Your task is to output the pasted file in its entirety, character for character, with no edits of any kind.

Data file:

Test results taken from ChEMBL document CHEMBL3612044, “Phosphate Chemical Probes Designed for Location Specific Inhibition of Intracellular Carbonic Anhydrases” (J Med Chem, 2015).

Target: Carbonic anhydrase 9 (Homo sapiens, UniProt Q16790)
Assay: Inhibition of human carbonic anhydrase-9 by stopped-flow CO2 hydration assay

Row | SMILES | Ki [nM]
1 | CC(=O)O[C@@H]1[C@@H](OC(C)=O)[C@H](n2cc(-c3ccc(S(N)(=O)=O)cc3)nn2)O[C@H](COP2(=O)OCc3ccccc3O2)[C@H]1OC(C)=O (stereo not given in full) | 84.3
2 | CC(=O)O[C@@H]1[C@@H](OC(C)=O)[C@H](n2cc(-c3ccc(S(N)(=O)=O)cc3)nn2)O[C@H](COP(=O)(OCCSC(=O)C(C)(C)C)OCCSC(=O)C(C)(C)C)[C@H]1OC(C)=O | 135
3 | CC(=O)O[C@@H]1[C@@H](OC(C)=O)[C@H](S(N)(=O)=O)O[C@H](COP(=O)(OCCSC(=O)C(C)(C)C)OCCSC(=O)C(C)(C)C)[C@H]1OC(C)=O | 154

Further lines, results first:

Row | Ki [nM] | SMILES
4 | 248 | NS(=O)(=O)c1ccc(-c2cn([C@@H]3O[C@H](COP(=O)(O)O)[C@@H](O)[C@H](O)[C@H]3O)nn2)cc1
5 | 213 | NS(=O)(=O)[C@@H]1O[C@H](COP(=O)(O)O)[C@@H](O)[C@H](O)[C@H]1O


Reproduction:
Test results taken from ChEMBL document CHEMBL3612044, “Phosphate Chemical Probes Designed for Location Specific Inhibition of Intracellular Carbonic Anhydrases” (J Med Chem, 2015).

Target: Carbonic anhydrase 9 (Homo sapiens, UniProt Q16790)
Assay: Inhibition of human carbonic anhydrase-9 by stopped-flow CO2 hydration assay

Row | SMILES | Ki [nM]
1 | CC(=O)O[C@@H]1[C@@H](OC(C)=O)[C@H](n2cc(-c3ccc(S(N)(=O)=O)cc3)nn2)O[C@H](COP2(=O)OCc3ccccc3O2)[C@H]1OC(C)=O (stereo not given in full) | 84.3
2 | CC(=O)O[C@@H]1[C@@H](OC(C)=O)[C@H](n2cc(-c3ccc(S(N)(=O)=O)cc3)nn2)O[C@H](COP(=O)(OCCSC(=O)C(C)(C)C)OCCSC(=O)C(C)(C)C)[C@H]1OC(C)=O | 135
3 | CC(=O)O[C@@H]1[C@@H](OC(C)=O)[C@H](S(N)(=O)=O)O[C@H](COP(=O)(OCCSC(=O)C(C)(C)C)OCCSC(=O)C(C)(C)C)[C@H]1OC(C)=O | 154

Further lines, results first:

Row | Ki [nM] | SMILES
4 | 248 | NS(=O)(=O)c1ccc(-c2cn([C@@H]3O[C@H](COP(=O)(O)O)[C@@H](O)[C@H](O)[C@H]3O)nn2)cc1
5 | 213 | NS(=O)(=O)[C@@H]1O[C@H](COP(=O)(O)O)[C@@H](O)[C@H](O)[C@H]1O